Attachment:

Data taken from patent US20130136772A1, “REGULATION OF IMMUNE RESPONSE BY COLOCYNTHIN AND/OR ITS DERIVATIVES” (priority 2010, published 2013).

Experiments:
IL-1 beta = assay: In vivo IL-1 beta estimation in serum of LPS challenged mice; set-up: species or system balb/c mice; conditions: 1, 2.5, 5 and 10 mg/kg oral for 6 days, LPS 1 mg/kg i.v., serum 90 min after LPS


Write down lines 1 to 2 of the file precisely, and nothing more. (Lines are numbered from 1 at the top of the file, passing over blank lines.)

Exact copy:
Data taken from patent US20130136772A1, “REGULATION OF IMMUNE RESPONSE BY COLOCYNTHIN AND/OR ITS DERIVATIVES” (priority 2010, published 2013).

Experiments: